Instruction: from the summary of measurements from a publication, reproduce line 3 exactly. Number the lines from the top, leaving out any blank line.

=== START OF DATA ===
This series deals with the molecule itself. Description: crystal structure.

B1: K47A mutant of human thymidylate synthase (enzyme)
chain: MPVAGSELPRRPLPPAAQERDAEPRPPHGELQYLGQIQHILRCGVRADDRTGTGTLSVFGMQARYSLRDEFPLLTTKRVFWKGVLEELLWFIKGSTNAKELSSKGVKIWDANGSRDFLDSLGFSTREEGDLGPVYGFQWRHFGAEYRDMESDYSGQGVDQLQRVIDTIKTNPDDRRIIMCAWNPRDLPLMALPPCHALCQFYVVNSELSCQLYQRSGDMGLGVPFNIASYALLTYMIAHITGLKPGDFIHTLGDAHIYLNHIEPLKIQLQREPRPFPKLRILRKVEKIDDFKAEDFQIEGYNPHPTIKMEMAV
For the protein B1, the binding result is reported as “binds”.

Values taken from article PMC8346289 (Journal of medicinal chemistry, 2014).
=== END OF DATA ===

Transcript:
chain: MPVAGSELPRRPLPPAAQERDAEPRPPHGELQYLGQIQHILRCGVRADDRTGTGTLSVFGMQARYSLRDEFPLLTTKRVFWKGVLEELLWFIKGSTNAKELSSKGVKIWDANGSRDFLDSLGFSTREEGDLGPVYGFQWRHFGAEYRDMESDYSGQGVDQLQRVIDTIKTNPDDRRIIMCAWNPRDLPLMALPPCHALCQFYVVNSELSCQLYQRSGDMGLGVPFNIASYALLTYMIAHITGLKPGDFIHTLGDAHIYLNHIEPLKIQLQREPRPFPKLRILRKVEKIDDFKAEDFQIEGYNPHPTIKMEMAV